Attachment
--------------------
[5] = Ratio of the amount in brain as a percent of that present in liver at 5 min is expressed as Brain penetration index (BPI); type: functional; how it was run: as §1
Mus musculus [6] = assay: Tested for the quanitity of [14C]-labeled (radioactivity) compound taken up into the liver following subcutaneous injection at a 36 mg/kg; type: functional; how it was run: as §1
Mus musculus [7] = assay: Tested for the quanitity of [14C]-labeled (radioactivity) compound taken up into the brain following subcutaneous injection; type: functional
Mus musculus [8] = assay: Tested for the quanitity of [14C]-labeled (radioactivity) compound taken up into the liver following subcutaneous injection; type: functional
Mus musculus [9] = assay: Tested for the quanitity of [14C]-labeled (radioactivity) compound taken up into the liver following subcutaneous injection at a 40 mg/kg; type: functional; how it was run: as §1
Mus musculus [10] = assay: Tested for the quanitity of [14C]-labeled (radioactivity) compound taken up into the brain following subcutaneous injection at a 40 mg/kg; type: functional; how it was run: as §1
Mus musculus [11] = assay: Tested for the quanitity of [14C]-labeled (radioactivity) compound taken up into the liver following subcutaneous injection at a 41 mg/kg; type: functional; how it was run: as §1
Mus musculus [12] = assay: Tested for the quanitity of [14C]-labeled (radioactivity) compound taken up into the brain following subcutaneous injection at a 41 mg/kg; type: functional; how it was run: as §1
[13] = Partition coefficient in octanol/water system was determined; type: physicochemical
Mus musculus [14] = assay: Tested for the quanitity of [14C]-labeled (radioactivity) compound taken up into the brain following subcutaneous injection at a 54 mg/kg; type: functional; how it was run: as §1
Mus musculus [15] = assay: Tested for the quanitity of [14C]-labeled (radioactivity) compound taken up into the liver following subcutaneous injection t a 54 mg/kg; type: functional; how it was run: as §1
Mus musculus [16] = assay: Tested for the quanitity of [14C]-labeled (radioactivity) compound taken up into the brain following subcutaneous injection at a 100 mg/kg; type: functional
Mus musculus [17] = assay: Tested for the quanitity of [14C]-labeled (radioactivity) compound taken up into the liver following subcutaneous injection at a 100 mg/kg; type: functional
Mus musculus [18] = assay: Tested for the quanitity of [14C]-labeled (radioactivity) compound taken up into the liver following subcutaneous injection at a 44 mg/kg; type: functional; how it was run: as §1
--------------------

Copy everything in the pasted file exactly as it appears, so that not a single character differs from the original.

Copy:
[5] = Ratio of the amount in brain as a percent of that present in liver at 5 min is expressed as Brain penetration index (BPI); type: functional; how it was run: as §1
Mus musculus [6] = assay: Tested for the quanitity of [14C]-labeled (radioactivity) compound taken up into the liver following subcutaneous injection at a 36 mg/kg; type: functional; how it was run: as §1
Mus musculus [7] = assay: Tested for the quanitity of [14C]-labeled (radioactivity) compound taken up into the brain following subcutaneous injection; type: functional
Mus musculus [8] = assay: Tested for the quanitity of [14C]-labeled (radioactivity) compound taken up into the liver following subcutaneous injection; type: functional
Mus musculus [9] = assay: Tested for the quanitity of [14C]-labeled (radioactivity) compound taken up into the liver following subcutaneous injection at a 40 mg/kg; type: functional; how it was run: as §1
Mus musculus [10] = assay: Tested for the quanitity of [14C]-labeled (radioactivity) compound taken up into the brain following subcutaneous injection at a 40 mg/kg; type: functional; how it was run: as §1
Mus musculus [11] = assay: Tested for the quanitity of [14C]-labeled (radioactivity) compound taken up into the liver following subcutaneous injection at a 41 mg/kg; type: functional; how it was run: as §1
Mus musculus [12] = assay: Tested for the quanitity of [14C]-labeled (radioactivity) compound taken up into the brain following subcutaneous injection at a 41 mg/kg; type: functional; how it was run: as §1
[13] = Partition coefficient in octanol/water system was determined; type: physicochemical
Mus musculus [14] = assay: Tested for the quanitity of [14C]-labeled (radioactivity) compound taken up into the brain following subcutaneous injection at a 54 mg/kg; type: functional; how it was run: as §1
Mus musculus [15] = assay: Tested for the quanitity of [14C]-labeled (radioactivity) compound taken up into the liver following subcutaneous injection t a 54 mg/kg; type: functional; how it was run: as §1
Mus musculus [16] = assay: Tested for the quanitity of [14C]-labeled (radioactivity) compound taken up into the brain following subcutaneous injection at a 100 mg/kg; type: functional
Mus musculus [17] = assay: Tested for the quanitity of [14C]-labeled (radioactivity) compound taken up into the liver following subcutaneous injection at a 100 mg/kg; type: functional
Mus musculus [18] = assay: Tested for the quanitity of [14C]-labeled (radioactivity) compound taken up into the liver following subcutaneous injection at a 44 mg/kg; type: functional; how it was run: as §1